Amanda Galvão-de Almeida(1,2), Fabiana Nery-Fernandes(1), Ilza Rosa Batista(2), Camila Guindalini(2), Esdras Cabus Moreira(1) and Ângela Miranda-Scippa(1)
(1) Universidade Federal da Bahia, Bahia, Brazil; (2) Universidade Federal de São Paulo, São Paulo, Brazil
Suicidal Behavior in Alcohol and Drug Abuse and Dependence. Hauppauge, New York: Nova Science Publishers, 2010, 540 pages.
Bipolar disorder is a frequent and chronic affective illness associated with significant global dysfunction and suicidal behavior. Bipolar patients frequently have other Axis I psychiatric disorders such as substance abuse or dependence affecting up to 60% of these individuals. Substance use disorders can independently lead to risk-taking behaviors and suicidality. Therefore, we gathered data about bipolar disorder and substance use disorders as single and as combined factors leading to suicidal behavior. We also discussed some neurobiological findings related to this comorbidity.
We reviewed the Medline database in search for studies published in English, Spanish or Portuguese until June 1st 2009, containing the following keywords: “bipolar disorder”, “suicidal behavior”, “suicide”, “substance use disorders”, “alcohol”, “drugs”, “cocaine”, “cannabis”, “marijuana”, “opiate”, “amphetamine”, “comorbidity”.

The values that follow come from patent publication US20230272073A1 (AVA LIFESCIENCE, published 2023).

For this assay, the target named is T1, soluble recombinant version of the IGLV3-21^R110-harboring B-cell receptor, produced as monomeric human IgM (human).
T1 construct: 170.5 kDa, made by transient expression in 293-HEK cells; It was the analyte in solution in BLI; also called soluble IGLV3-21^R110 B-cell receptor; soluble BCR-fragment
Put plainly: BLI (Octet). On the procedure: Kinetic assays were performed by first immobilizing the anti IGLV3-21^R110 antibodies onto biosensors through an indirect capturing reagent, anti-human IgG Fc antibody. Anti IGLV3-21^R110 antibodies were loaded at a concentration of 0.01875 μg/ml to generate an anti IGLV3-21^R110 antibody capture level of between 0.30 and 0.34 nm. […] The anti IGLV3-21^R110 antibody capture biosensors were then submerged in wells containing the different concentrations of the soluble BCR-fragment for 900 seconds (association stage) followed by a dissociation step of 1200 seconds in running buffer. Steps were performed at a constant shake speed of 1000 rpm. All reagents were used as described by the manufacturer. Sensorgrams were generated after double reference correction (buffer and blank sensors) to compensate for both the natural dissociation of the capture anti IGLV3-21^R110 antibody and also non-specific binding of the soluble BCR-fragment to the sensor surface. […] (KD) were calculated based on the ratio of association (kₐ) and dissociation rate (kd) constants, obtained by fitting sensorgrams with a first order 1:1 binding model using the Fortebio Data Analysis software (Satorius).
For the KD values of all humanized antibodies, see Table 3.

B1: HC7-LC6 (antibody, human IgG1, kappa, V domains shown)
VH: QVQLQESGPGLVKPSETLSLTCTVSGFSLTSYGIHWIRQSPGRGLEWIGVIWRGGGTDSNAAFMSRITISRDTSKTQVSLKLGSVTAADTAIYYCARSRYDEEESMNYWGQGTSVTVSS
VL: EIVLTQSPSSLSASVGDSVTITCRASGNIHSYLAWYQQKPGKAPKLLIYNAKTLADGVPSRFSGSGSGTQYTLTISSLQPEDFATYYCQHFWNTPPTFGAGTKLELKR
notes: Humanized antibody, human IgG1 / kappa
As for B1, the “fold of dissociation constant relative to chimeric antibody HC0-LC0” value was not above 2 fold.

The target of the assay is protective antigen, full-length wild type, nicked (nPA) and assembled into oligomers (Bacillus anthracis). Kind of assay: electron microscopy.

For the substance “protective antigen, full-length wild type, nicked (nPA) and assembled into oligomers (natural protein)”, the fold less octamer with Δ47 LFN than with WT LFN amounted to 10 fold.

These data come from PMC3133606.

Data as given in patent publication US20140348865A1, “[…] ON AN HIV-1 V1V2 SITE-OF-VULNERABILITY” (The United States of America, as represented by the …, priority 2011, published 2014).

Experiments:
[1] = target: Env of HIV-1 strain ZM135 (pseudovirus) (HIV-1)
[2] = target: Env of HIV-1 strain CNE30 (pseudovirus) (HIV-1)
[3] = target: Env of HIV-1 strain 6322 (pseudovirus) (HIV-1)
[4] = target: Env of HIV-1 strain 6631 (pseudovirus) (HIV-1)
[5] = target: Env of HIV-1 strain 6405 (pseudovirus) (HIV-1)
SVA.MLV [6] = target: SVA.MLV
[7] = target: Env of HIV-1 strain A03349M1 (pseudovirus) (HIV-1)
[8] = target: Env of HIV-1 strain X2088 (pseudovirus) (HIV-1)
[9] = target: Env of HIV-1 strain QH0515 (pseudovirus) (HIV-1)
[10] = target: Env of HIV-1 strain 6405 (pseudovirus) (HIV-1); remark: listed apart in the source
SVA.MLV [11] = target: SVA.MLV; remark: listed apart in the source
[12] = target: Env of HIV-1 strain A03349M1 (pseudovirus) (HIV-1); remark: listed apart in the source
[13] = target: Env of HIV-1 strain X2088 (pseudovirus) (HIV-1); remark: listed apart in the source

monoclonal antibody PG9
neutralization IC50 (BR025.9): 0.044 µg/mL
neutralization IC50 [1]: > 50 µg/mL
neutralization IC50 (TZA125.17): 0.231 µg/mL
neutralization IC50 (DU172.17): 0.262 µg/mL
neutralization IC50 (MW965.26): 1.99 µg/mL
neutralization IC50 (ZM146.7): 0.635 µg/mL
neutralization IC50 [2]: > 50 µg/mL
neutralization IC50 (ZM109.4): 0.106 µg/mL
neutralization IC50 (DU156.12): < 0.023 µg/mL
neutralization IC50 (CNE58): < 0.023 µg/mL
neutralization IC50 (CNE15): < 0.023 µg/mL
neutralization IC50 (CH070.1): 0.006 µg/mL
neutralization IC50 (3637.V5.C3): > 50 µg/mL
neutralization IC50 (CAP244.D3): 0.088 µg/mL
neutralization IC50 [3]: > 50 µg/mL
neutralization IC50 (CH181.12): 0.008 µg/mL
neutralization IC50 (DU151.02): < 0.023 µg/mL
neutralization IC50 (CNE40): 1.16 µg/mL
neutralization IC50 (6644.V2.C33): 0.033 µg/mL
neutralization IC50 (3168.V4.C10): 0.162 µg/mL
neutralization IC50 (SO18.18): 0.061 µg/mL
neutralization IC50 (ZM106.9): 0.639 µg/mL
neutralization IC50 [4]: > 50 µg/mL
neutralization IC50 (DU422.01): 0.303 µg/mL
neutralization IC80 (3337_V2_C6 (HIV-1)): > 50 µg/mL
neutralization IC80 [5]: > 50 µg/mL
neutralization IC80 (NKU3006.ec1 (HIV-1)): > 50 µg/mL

Comorbididy with substance use disorders, especially alcohol abuse and dependence, impose higher rates of suicidal behavior on bipolar patients. The presence of the comorbidity seems to be significantly more associated with suicidality than either bipolar or alcohol/drug use disorder. Some factors seem to mediate the frequency and severity of suicidal behavior in bipolar patients with substance use disorders: early onset of bipolar disorder, drug abuse after the onset of affective illness, aggressive and/or hostile behavior, impulsivity, and frequency of mixed depression.
Assessment of suicidal thoughts and past history of suicide attempts is especially important in patients with comorbid bipolar and substance use disorders in order to adequately treat these individuals and reduce the frequency and consequences of suicidal behavior.